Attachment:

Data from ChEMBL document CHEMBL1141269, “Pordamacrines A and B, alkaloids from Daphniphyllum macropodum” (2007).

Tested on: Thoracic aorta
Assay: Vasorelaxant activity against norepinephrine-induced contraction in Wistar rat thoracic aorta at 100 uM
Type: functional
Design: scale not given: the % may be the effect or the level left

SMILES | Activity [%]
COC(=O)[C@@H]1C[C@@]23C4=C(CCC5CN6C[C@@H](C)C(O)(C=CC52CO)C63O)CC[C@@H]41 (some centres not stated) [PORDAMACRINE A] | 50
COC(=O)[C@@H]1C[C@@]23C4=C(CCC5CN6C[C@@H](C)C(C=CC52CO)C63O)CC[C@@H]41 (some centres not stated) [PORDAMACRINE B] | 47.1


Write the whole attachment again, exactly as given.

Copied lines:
Data from ChEMBL document CHEMBL1141269, “Pordamacrines A and B, alkaloids from Daphniphyllum macropodum” (2007).

Tested on: Thoracic aorta
Assay: Vasorelaxant activity against norepinephrine-induced contraction in Wistar rat thoracic aorta at 100 uM
Type: functional
Design: scale not given: the % may be the effect or the level left

SMILES | Activity [%]
COC(=O)[C@@H]1C[C@@]23C4=C(CCC5CN6C[C@@H](C)C(O)(C=CC52CO)C63O)CC[C@@H]41 (some centres not stated) [PORDAMACRINE A] | 50
COC(=O)[C@@H]1C[C@@]23C4=C(CCC5CN6C[C@@H](C)C(C=CC52CO)C63O)CC[C@@H]41 (some centres not stated) [PORDAMACRINE B] | 47.1